The UCLA story really bothered him -- so much so, he's talked about it at staff meetings. And he brought it up to a reporter without being asked.

"I think it just shows you how fast, and how fleeting, success can be," Hoke said. "We won 11 games, we won a BCS bowl game, but we want to be back. We want to win a Big Ten championship.

"I think everyone got the message."

Kyle Meinke covers Michigan football for He can be reached at 734-623-2588, by email at and followed on Twitter @kmeinke.



Thu, Mar 15, 2012 : 10:10 p.m.

Right on. One Ed Martin, drug dealing tattoo parlor owner or child molester and the whole things comes crashing down. Know what's right and then don't cover up for anyone, anything, any time. It's really not complicated. Guys like Tressel, Paterno and Richard Nixon show us the cover up is worse than the crime or the worst crime. Go blue zero tolerance We are Michigan!


Fri, Mar 16, 2012 : 5:22 a.m.

Well said Scott. Truth is, you can't control every player or every staff member. But you damn sure better not sweep any known wrongdoings under the rug. Without ever having met the man, I'm confident that Brady Hoke would never do any sweeping or blind eyeing in his program.


Fri, Mar 16, 2012 : 5:20 a.m.

Well said Scott. Truth is, you can't control every player or every staff member. But you damn sure better not sweep any known wrongdoings under the rug. Without ever having met the man, I'm confident that Brady Hoke would never do any sweeping or blind eyeing in his program.


Thu, Mar 15, 2012 : 6:39 p.m.

I think it is clear why Dave Brandon hired Brady Hoke. Beyond the love and passion for Michigan, he is a man of high standards with himself and everyone around him, in all aspects of life! I remember a couple of years ago people continuing to ask what a "Michigan Man" is and hearing that "it really is not that important". Well my friends, Brady Hoke is who we invision as a Michigan Man, it is why he is successful on the football field, in homes across the nation with parents, and off the football field as a good person! He has moral convictions that he does not waiver on! If anyone ever has the chance to listen to Hoke do a presentation on DLine or Oline play you will also understand why he is so good at teaching kids how to play the right way! Go Blue!!!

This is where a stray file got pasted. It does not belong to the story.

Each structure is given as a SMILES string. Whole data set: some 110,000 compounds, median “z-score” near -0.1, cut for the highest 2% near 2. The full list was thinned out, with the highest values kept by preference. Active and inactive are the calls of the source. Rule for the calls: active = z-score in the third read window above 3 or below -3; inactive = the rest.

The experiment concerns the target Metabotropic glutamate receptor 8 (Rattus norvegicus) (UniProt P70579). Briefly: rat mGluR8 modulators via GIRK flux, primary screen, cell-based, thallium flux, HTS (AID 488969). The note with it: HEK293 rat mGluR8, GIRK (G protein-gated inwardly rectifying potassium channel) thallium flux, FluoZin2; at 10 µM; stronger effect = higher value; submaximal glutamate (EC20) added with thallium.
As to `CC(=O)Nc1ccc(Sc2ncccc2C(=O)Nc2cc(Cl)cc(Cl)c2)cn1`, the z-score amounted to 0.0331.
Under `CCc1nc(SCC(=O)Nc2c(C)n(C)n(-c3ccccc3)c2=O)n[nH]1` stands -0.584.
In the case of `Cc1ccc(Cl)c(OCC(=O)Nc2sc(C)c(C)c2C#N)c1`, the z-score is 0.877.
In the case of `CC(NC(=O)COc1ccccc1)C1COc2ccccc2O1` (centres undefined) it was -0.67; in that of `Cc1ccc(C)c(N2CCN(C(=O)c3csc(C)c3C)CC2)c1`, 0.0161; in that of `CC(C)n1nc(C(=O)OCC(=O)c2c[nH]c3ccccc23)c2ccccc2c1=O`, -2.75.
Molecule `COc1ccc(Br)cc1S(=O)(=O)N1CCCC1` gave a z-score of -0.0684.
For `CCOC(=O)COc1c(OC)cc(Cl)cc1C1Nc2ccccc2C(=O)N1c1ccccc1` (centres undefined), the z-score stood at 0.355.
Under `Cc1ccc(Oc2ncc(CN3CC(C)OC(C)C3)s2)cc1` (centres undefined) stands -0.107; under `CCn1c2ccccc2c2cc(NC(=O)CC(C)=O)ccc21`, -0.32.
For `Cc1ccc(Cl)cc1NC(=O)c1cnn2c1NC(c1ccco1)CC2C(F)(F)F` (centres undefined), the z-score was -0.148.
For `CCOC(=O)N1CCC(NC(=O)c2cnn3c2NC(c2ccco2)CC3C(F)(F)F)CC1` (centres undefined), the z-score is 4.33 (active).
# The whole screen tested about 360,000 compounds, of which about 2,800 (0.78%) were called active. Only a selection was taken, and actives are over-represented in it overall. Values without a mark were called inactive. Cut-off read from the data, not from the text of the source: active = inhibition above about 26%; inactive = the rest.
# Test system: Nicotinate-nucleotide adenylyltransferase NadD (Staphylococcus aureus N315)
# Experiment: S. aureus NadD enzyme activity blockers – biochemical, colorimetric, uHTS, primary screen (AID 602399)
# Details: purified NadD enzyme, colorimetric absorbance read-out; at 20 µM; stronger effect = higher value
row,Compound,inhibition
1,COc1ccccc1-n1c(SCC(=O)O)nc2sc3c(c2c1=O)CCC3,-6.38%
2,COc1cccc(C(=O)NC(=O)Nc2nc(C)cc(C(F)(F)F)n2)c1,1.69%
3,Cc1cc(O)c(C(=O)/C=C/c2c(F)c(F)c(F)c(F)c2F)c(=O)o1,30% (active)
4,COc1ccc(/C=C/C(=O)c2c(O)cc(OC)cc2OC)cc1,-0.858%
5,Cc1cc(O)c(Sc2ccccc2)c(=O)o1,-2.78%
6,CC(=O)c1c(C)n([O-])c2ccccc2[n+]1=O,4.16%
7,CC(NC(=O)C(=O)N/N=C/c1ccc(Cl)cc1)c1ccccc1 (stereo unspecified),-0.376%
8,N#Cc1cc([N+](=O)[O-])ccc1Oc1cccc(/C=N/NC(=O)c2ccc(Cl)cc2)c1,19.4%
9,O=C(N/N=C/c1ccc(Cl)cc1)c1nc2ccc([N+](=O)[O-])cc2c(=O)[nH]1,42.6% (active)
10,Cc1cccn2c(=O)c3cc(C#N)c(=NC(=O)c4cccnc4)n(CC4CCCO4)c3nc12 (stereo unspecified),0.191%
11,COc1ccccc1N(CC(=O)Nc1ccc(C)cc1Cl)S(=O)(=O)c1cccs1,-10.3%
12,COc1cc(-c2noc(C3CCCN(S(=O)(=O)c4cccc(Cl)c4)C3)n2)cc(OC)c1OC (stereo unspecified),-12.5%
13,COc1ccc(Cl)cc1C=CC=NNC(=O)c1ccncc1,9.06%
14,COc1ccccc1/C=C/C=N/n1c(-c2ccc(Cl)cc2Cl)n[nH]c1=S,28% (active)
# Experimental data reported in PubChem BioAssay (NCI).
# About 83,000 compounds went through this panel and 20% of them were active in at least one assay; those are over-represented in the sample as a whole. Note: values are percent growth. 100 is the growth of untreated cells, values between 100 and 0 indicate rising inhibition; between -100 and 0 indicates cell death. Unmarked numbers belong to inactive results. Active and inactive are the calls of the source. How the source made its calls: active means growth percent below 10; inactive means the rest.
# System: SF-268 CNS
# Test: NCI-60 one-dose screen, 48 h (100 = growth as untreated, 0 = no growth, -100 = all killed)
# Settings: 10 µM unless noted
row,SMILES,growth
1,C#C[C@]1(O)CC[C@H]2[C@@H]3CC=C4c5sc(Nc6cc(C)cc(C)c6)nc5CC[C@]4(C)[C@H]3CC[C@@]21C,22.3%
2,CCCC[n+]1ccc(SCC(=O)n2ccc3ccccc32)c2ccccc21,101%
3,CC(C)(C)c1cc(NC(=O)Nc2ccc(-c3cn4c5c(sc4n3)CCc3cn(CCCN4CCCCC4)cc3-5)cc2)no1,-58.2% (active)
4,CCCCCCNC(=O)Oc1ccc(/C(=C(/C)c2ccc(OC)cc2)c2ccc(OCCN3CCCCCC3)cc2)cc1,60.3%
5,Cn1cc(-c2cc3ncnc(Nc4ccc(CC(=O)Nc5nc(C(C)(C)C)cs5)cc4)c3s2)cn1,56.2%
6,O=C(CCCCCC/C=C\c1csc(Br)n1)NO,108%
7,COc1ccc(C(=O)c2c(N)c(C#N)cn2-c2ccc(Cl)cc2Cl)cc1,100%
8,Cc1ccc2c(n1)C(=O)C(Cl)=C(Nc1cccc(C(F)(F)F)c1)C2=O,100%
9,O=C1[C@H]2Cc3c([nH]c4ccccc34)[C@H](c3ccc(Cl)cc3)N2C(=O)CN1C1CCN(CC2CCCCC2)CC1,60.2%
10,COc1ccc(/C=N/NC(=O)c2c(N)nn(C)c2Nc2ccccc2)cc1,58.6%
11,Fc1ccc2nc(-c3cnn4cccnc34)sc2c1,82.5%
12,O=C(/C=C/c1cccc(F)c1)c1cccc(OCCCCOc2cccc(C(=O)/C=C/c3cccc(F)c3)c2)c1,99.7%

Terry Star21

Thu, Mar 15, 2012 : 4:55 p.m.

And that be the success - Coach Hoke does all the little things as well, things that can make the biggest difference. The term 'Michigan Man' is hated my many, but the truth is the term means completes integrity of all those little things that represent the university and 133 years of the best football in America. Coach Hoke knows this, and as well as educating and training his charges - the 'Michigan' difference stands above the rest and reminds him daily of that importance. MgoBlueForTiM.......making the Hoke difference every single day.


Thu, Mar 15, 2012 : 4:51 p.m.

I will never sell my team short for no reason. Even '10, with a horrible defensive scheme, i expected a BCS season. Im learning quickly the difference between lets say an alabama or lsu fan, than a Michigan Fan... they EXPECT their teams to DOMINATE... we just hope and wish for some wins. Thats not Michigan! and never has been. "THIS IS MICHIGAN FOR GOD SAKES!!!" GO BLUE

Mush Room

Thu, Mar 15, 2012 : 6:20 p.m.

All those CAPITAL LETTERS should do the trick. Go blue!

Terry Star21

Thu, Mar 15, 2012 : 5 p.m.

You know DB, I hate to say it but you have great knowledge of the majority of our fan base. You, I, our faithful on this site, the coaches and players expect to win every game - but we need more help. Your comment 'hope and wish' from many fans, is exactly why some label us a 'country club school' !


Thu, Mar 15, 2012 : 3:49 p.m.

Tough schedule, losses at center and the D line not easy to overcome. 10 wins would be a very good season.


Thu, Mar 15, 2012 : 1:25 p.m.

This coach has it together. his mind is in the right place.


Thu, Mar 15, 2012 : noon

The 2012 schedule will be tougher than 2011 but I won't surprise me if this team wins more games than expected by the broad fan base. Brady Hoke is on the right track and more success will come.


Thu, Mar 15, 2012 : 11:14 a.m.

My opinion is that coach Hoke has solid integrity and coach knows how to win (the formula). It is my opinion that coach Hoke has a good supporting staff and maybe just as important I believe coach is flexible on game days which I think is a good thing especially when your original game plan is not working like the Virginia Tech game. Most coaches would have lost that game but it is my opinion that of all games we played that particular game was a coaching masterpiece for coach Hoke with ohio a close second depending on your point of view. Even if year two is a bit of a let down doesn't matter because I believe coach Hoke is the real deal.


Thu, Mar 15, 2012 : 10:57 a.m.

Thankful Coach Hoke is on top of it.